Female scholarships are now available to students who identify as women, which includes biological men. It’s worth considering that some top 100 schools, including my graduate university, Texas A&M, began admitting women less than 60 years ago. Many scholarships designed to encourage high school females to advance to higher education are now accessible to biological men. 

One of the most well-known high school honor societies, The National Society of High School Scholars (NSHSS), not only allows biological men to apply for female scholarships but also “strongly encourages” them to apply to a scholarship dedicated to the late female advocate for justice, Ruth Bader Ginsburg. 

This scholarship says RBG tirelessly fought for “gender equity” and aims to honor her “blazing legacy.” Ironically, a scholarship designed for women can now be claimed by men, tarnishing the very legacy it seeks to celebrate.

Another scholarship offered by NSHSS, known as the “Future Female Leader Award,” aims to recognize a high school student who has empowered other young women. However, per the NSHSS website, individuals identifying as women, including biological males, can apply. 

The scholarship, which allows men to apply, is titled “Female Leader Award,” so it’s worth noting that one’s biological sex can not change. Designations like “female” should ideally be preserved for biologically female individuals. While appearances can be changed, the unchanging biological chromosomal basis defines an individual’s sex as either male or female.

Other notable female scholarships accessible to biological males include the Microsoft STEAM scholarship. As a woman who earned a degree in biochemistry and published research, I was extremely disheartened when I realized these scholarships were now open to men. I recall instances when I was the lone female in my calculus courses. 

Men and women possess distinct qualities, and as we blur the societal lines defining females and males, it raises the question: what’s the purpose of commemorating female leaders or STEM majors if those being honored aren’t genuinely women? 

By erasing the lines between biological sexes, we see consequences that specifically impact women. Recent events have demonstrated the increased access of biological men to female spaces such as women’s sports, correctional facilities, and designated spaces. 

For example, my alma mater California State University at Fullerton, just last year, changed its women’s center into a “reimagined” area catering to “women-identified students.”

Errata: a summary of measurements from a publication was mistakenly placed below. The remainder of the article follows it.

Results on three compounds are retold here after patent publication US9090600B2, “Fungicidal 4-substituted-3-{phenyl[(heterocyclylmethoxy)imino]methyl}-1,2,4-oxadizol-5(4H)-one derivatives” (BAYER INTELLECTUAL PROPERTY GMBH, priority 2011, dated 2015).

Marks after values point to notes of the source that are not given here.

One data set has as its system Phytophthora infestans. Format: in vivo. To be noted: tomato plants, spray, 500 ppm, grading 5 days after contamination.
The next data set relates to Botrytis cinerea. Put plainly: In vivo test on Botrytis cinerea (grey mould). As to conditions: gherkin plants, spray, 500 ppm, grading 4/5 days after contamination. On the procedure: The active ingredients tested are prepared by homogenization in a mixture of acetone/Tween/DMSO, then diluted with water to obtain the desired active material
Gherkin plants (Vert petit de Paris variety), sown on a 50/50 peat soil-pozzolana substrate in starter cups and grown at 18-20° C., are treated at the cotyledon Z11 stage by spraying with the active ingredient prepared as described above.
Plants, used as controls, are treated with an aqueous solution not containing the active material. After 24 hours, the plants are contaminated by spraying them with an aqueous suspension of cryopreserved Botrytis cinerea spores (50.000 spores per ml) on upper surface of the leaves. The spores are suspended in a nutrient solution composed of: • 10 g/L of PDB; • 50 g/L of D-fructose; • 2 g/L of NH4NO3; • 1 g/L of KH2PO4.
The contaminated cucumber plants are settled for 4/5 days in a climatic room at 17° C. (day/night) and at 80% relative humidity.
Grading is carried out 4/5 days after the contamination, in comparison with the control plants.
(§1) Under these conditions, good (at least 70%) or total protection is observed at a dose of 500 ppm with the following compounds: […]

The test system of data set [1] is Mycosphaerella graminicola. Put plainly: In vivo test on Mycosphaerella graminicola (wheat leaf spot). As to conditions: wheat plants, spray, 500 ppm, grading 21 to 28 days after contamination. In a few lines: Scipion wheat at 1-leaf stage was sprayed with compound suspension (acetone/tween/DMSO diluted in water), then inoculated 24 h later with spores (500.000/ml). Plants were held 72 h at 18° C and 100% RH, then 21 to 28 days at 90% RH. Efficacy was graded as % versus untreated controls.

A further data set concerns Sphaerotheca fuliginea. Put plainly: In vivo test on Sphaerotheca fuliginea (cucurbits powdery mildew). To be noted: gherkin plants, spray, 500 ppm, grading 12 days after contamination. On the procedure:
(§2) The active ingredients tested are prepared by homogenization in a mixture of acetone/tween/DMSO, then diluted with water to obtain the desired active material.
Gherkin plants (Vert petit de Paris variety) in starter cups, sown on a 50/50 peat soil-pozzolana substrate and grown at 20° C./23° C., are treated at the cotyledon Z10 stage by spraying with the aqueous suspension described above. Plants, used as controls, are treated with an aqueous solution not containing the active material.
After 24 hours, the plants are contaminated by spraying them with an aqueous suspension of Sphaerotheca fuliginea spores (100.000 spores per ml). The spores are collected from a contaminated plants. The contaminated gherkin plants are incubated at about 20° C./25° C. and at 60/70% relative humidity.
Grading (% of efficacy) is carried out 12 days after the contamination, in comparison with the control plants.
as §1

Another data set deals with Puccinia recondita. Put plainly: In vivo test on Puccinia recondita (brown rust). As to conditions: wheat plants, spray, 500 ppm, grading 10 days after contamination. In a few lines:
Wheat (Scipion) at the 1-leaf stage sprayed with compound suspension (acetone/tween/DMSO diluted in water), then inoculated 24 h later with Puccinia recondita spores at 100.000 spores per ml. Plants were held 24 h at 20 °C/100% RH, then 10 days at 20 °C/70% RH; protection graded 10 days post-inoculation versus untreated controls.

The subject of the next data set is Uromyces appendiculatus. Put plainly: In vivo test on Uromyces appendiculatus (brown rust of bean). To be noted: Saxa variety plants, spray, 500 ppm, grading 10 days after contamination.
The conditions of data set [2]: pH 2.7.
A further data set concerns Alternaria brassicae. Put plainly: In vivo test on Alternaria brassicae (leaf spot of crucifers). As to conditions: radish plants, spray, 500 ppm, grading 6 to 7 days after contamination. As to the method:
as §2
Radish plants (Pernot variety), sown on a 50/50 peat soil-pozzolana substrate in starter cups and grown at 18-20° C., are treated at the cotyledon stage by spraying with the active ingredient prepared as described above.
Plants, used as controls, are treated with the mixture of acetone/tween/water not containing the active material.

Additional examples include instances where women have fallen victim to acts of violence stemming from policies permitting the presence of men within female prisons. Female sports have witnessed cases where women sustained injuries as a result of being compelled to compete against male athletes. 

These scenarios underscore the consequences of blurring the lines between biological sex. And the attempt to change the understanding of biological sex has lasting negative implications that disproportionately affect women. 

There are various LGBTQ+ awards available. As a heterosexual woman, I can’t apply for these scholarships, nor would I wish to. Consider the uproar that would arise if, as a heterosexual woman, I were to win a trans women award. Such a scenario would involve me claiming a prize not intended for me, potentially undermining its purpose and the recognition it aims to provide.

A survey conducted by Inside Higher Ed revealed that 73% of students had financial difficulties while enrolled in college. Furthermore, a Trellis survey found that one in five students reported facing financial shortages eight times or more in the past year, with a higher frequency among female students, reaching 23%.

Women who pursue education and a career deserve unwavering support and encouragement. Scholarships typically play a pivotal role in a woman’s decision to attend college. Scholarships seeking to honor females should do just that, honor females.